Daily Archives: August 13, 2012

Breed by Chase Novak

Breed Reviewed by Jud Hanson

What would you do in order to have a child? How far would you go? This is the question Alex and Leslie Twisden must wrestle with. After having tried for years to get pregnant, they are all but resigned to the fact that they will never be parents. However, when another childless couple with a similar history announces they are pregnant, the Twisdens insist they reveal how. What follows is the beginning of a nightmare for the Twisdens, for although they do indeed get pregnant, they pay a terrible price.

Judgment Call by J. A. Jance (Review #2)

Judgment Call Reviewed by Julie Siemek

Joanna Brady is the sheriff of Cochise County. Her personal and professional worlds collide when her daughter, Jenny, stumbles upon the body of her missing high school principal. Thus begins the uncovering of unpleasant facts and truths that a murder investigation usually brings. All hell breaks loose when Jenny takes a picture of the body and sends it to a friend. Before the family can be notified of Ms. Highsmith’s death, the photo goes viral. Incriminating information leads to a hushed-up suspension, teenagers with a grudge against the principal and a hateful video calling for Ms. Highsmith’s death.

Hitler’s Priest by S.J. Tagliareni

Hitler's Priest Reviewed by Douglas R. Cobb

The history of World War II and the question of why an entire nation would fall under the spell of a fanatical fascist dictator like Adolph Hitler is one that is endlessly fascinating. Hitler’s Priest, by S.J. Tagliareni, a former Catholic priest, explores this topic with a thoughtful and extremely well-researched novel based on actual historical figures and depictions of events that shaped the entire world.

Meet Hans Keller: he is an atheist, and a highly intelligent man with an eidetic memory who catches the eye of the Third Reich’s Minister of Propaganda, Josef Goebbels. He has been had-selected to be a mole, infiltrating the ranks of the Vatican’s Catholic hierarchy in order to exert influence upon their decisions, thus playing a key role in the shaping of the Nazi’s concept of a new Germany. He attends the same classes and undergoes the same training as anyone studying to be a priest does, at the Gregorian University in Rome. But, instead of focusing on the next world, Hans instead focuses on “his relationship with the Fuhrer and the lofty goals of this world.”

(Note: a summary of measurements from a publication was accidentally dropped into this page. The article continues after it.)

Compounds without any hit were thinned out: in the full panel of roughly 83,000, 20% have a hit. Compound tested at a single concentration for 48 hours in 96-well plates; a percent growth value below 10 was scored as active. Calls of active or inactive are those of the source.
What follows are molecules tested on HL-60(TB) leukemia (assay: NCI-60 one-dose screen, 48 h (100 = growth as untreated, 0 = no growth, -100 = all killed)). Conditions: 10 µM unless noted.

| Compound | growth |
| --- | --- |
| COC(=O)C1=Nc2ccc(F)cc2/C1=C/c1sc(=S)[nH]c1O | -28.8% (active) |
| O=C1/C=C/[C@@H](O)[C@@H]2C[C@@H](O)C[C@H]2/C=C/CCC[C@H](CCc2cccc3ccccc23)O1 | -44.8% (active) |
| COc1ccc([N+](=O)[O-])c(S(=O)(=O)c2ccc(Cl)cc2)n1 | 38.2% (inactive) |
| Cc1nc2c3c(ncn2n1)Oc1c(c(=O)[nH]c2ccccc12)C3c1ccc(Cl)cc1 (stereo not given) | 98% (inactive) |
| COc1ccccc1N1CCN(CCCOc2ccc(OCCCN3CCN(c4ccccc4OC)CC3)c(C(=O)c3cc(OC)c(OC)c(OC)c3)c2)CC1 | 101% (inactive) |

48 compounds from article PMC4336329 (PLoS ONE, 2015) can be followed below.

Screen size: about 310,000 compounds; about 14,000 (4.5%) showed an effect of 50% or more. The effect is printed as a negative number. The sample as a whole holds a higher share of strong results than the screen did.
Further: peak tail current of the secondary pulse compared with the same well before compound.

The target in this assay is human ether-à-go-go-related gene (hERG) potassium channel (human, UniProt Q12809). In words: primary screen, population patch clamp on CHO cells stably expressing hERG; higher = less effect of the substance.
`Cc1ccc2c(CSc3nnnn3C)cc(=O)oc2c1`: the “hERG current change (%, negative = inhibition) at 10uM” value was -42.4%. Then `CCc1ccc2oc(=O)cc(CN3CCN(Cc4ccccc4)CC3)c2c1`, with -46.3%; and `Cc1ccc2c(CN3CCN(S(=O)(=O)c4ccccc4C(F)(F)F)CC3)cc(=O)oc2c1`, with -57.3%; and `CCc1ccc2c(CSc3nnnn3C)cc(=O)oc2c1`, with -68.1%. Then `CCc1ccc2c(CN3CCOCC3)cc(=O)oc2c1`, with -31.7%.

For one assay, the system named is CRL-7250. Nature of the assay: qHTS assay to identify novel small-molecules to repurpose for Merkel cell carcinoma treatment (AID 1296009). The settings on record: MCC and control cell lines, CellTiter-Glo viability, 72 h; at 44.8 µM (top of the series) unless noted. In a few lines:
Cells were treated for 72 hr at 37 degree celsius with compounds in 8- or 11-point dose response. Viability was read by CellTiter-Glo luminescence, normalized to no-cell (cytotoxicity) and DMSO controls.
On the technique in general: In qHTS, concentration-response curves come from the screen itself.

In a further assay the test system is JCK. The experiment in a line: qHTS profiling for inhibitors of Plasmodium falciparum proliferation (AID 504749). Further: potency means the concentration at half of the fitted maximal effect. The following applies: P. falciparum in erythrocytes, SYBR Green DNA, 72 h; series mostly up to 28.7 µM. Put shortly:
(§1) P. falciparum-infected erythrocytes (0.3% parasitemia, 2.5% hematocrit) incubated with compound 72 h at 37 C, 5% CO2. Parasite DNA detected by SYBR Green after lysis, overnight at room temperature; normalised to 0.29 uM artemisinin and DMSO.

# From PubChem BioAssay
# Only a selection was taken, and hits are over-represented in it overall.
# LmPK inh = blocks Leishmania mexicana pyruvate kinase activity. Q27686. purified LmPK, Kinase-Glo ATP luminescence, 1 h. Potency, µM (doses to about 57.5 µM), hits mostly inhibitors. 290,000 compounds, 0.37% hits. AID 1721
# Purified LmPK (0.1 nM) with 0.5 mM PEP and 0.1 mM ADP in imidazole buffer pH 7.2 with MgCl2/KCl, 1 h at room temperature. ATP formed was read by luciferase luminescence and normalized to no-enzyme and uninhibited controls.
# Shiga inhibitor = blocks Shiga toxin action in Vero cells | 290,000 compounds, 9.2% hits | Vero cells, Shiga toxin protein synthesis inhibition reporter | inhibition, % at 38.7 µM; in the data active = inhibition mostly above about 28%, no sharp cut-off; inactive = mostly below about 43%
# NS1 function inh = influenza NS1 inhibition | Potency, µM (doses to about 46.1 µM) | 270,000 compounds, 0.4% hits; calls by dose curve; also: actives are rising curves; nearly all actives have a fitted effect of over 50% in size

Goebbels understood that the four years Keller would spend in the seminary was a large expense in terms of time, even though the potential gains could prove enormous for the Third Reich. That’s why he devises a way for Hans to be a help even before the four years are up, through a person he has visit Keller who gives him specific tasks to perform: Erich Hanke. But, what happens when Hans finds his thoughts become more clouded and his morals starting to crumble is something that Goebbels did not anticipate fully, and Keller, himself, had not thought possible would happen: Hans begins to question the morality of the role he is supposed to perform, as Hitler’s priest.

It is easy for people of today to think to themselves that there is no way that they would ever fall under the sway of powerful, hypnotic leaders like Adolph Hitler and Goebbels; but, imagine that you are living in a country where such rulers hold sway. You are only told things from one point of view, and become indoctrinated from an early age in the beliefs and teachings of the Third Reich. With only a very narrow world view presented to you, and the troubles your nation facing blamed upon one race of people, who hold beliefs different from yours, it likely would not be too difficult to see that a hatred could develop within your bosom for the other race.